4. See, for example, Howard Newby, Green and Pleasant Land? Social Change in Rural England, Wildwood House, London, 1985 (1979). Newby tends to see the cause/effect relation differently, however, saying that the decline in Agriculture has left a vacuum in local housing which outsiders have then filled. This was true only in the early stage, as far as Chipping Campden is concerned. From the coming of the Guild of Handicraft in 1902 incomers have been housed at the expense of labourers in a cycle of displacement whose logical end – barring a collapse in the economy, or active intervention – is the expulsion of that part of the native population which does not already own its own housing. For a recent discussion of this process as a national phenomenon, see Roisin McAuley, “City Gatecrashers Take Over the Countryside”, The Listener 13.8.1987, 9-10.
5. See, in particular, Fredrik Barth, ed., Ethnic Groups and Boundaries, Universitetsforlaget, Oslo etc., 1982 (1969); John Bennett, ed., The New Ethnicity, Perspectives From Ethnology, West Pub. Co., St. Paul, etc., 1975; Jens Brosted et al, Native Power: The Quest for Autonomy and Nationhood of Indigenous Peoples, Universitetsforlaget As, Bergen etc., 1985, and other works cited in Bibliography 5.
6. I made this statement and the arguments In “Toward Establishing the Study of Folklore as a Science”, op cit., in 1984. In “Notes and Queries”, Roomer 5:3 (1985), 30, I put the statement again, asking for any challenges. There have been none as yet.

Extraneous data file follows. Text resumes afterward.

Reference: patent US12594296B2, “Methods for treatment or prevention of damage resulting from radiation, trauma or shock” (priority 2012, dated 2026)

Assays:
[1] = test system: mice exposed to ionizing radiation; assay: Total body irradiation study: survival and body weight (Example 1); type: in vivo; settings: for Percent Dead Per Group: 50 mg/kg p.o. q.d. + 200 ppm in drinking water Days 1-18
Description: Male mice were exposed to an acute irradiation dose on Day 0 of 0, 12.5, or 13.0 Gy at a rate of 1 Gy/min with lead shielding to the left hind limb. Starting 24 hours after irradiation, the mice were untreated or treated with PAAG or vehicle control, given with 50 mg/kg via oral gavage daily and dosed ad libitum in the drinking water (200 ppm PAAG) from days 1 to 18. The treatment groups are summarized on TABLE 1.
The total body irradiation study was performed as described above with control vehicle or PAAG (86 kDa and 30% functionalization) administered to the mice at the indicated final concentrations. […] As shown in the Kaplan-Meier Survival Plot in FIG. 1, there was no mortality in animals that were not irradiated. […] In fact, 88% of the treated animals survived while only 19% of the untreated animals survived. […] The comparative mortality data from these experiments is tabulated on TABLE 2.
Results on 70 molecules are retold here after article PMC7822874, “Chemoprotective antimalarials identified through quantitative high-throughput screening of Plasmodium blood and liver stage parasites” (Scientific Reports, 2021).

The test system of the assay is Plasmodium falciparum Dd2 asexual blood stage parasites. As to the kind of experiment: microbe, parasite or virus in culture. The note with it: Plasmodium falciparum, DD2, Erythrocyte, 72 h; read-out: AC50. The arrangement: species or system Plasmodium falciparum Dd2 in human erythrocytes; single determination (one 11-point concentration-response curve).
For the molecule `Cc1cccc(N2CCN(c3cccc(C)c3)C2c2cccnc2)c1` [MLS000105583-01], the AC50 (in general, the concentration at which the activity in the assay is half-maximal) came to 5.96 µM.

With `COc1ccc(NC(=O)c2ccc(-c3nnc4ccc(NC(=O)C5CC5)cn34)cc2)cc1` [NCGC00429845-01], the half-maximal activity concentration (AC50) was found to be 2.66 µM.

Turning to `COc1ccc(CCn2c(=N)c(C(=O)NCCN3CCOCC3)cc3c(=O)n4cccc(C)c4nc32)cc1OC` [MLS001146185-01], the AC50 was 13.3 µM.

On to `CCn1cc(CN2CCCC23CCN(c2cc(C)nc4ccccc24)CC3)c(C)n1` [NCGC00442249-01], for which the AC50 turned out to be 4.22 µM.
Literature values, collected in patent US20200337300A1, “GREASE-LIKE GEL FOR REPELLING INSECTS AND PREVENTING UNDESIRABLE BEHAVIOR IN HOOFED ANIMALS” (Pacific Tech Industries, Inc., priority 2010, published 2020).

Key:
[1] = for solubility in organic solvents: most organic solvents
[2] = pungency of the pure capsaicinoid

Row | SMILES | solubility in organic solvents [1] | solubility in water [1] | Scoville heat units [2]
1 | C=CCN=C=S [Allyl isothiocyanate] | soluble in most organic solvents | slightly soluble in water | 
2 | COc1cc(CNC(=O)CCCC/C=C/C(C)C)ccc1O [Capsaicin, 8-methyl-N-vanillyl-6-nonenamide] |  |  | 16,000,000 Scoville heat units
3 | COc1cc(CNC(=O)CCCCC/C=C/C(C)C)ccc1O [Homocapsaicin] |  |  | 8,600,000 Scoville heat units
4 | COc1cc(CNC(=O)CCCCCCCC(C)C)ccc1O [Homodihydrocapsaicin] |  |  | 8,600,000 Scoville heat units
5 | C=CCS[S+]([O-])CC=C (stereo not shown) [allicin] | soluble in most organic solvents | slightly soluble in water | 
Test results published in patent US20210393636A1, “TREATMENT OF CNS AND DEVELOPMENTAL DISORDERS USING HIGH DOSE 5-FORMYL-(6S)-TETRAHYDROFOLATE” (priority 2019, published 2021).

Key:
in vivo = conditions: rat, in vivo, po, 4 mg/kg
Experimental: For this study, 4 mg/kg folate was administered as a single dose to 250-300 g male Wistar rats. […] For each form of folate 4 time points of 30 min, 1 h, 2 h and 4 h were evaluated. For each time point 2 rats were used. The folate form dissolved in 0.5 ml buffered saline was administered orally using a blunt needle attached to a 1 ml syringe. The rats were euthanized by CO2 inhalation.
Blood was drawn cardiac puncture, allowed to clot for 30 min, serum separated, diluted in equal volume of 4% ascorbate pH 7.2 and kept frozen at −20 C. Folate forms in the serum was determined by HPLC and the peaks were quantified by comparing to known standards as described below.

7. See Craig Fees, “Toward Establishing the Study of Folk Drama as a Science”, op cit., and Craig Fees, Mediaeval Theater in Indo-European Context, op cit., pp. 1-10.
8. “Audience” and “performer” are terms of convenience to indicate who is paying attention and who is collecting and repaying it. This determination is itself part of the technology of performance.
9. Fred Coldicott, Memories of an Old Campdonian, ms. in possession of author and Craig Fees. See also Fred Coldicott 6.2.1986, recorded interview cas 140b; Fred Coldicott 8.3.1987, recorded interview cas 200a.
10. Alan Dundes, Interpreting Folklore, Indiana University Press, Bloomington, 1980, p.6.
11. The Rev. W.H. Stanley, in the Britannia Benefit Society’s annual meeting at Whitsun, 1882: “How much better the homes of working men would be if each member of the family treated others as though they were of noble birth. It was a mistake for members of a family to get too familiar with each other, for “familiarity breeds contempt”. Nothing could be better in the home than complete courtesy.” EvJ 3.6.1882,5.
12. See Everett C. Hughes, “Colonies, Colonization and Colonialism”, in The New Ethnicity: Perspectives from Ethnology, op cit., p. 19: “But what is an empty country, region, or even vacant lot? The Romans made country empty by conquering the natives and setting up their own kind of agriculture. The European colonizers of the fifteenth, sixteenth, and seventeenth centuries were generally met by natives when they landed in what was to them a new country; to these Europeans much of the New World was empty. A vacant lot may be populated with boys playing ball, until someone with a land title, a building permit, some capital, and a bulldozer turns up. To the builder the site has been vacant…”
13. For more discussion of the impact of this collapse on my work, see Craig Fees, “Community Folklore: Folk Memory in a North Cotswold Community”, Talking Folklore 1:4(1988), 22-38.